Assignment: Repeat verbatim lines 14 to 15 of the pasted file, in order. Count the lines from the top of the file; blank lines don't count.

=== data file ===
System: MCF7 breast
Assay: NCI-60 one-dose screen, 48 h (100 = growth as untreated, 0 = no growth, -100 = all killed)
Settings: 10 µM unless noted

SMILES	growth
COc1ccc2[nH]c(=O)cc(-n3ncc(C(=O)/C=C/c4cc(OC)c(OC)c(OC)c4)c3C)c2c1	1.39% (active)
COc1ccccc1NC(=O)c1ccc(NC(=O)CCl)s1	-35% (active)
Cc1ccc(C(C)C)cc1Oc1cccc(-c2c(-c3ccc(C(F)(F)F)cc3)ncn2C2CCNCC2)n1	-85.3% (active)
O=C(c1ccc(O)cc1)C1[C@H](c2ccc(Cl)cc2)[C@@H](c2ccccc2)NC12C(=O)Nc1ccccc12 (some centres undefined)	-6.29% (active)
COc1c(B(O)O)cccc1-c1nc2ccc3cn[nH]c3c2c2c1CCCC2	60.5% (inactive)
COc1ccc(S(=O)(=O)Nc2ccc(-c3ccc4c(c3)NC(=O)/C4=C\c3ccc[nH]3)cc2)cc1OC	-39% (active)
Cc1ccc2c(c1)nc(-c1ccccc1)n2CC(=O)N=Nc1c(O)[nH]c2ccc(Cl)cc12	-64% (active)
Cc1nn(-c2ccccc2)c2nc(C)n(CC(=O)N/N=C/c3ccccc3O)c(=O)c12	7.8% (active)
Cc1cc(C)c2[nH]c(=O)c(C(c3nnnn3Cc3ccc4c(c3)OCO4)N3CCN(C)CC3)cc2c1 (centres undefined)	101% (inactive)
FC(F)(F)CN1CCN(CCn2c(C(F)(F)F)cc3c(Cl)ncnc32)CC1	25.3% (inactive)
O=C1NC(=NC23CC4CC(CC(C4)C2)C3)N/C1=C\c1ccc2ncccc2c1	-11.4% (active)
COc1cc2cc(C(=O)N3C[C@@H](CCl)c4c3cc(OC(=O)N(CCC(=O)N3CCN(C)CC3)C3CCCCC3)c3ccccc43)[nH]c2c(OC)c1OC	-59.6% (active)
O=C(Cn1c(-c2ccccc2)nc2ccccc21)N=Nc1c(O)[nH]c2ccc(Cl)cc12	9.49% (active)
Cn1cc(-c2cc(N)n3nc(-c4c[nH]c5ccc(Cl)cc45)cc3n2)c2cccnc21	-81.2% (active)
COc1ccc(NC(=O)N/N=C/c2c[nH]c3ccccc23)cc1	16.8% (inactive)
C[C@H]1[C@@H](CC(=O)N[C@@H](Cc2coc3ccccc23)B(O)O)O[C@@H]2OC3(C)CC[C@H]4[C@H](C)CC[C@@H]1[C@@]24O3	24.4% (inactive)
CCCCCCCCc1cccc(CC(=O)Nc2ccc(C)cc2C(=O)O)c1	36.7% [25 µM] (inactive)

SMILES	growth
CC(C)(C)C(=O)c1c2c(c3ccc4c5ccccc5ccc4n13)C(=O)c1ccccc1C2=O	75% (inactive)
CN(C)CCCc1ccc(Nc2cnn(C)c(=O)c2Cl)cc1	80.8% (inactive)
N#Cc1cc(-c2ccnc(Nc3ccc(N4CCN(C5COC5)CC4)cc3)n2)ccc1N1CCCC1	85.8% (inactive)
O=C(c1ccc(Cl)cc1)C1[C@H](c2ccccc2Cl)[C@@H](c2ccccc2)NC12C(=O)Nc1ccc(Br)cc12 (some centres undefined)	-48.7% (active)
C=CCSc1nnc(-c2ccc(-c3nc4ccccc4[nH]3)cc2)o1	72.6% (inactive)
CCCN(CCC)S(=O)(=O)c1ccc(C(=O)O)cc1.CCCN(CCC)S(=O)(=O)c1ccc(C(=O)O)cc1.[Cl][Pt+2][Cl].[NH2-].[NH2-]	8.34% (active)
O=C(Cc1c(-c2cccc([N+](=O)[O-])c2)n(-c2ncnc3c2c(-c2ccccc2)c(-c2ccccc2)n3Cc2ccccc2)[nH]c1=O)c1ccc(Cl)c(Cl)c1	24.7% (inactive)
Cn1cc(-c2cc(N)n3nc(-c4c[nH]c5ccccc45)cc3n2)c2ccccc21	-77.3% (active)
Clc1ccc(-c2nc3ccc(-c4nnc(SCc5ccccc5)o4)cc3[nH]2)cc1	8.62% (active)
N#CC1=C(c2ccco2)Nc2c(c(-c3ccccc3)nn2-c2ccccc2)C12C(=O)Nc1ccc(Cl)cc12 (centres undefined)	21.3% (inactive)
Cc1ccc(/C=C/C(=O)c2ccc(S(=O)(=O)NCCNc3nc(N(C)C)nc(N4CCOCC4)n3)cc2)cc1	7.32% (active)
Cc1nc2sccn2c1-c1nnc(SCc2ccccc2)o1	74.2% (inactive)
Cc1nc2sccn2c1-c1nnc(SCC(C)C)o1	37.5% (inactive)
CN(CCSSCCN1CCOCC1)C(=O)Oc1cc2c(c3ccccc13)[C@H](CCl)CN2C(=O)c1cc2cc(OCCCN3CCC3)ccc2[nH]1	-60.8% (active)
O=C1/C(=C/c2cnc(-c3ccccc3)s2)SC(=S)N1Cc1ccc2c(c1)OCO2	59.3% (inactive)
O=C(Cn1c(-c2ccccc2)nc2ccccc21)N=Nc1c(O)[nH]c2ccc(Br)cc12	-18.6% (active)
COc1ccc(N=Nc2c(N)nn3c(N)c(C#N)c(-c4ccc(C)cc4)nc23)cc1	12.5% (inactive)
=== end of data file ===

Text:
FC(F)(F)CN1CCN(CCn2c(C(F)(F)F)cc3c(Cl)ncnc32)CC1	25.3% (inactive)
O=C1NC(=NC23CC4CC(CC(C4)C2)C3)N/C1=C\c1ccc2ncccc2c1	-11.4% (active)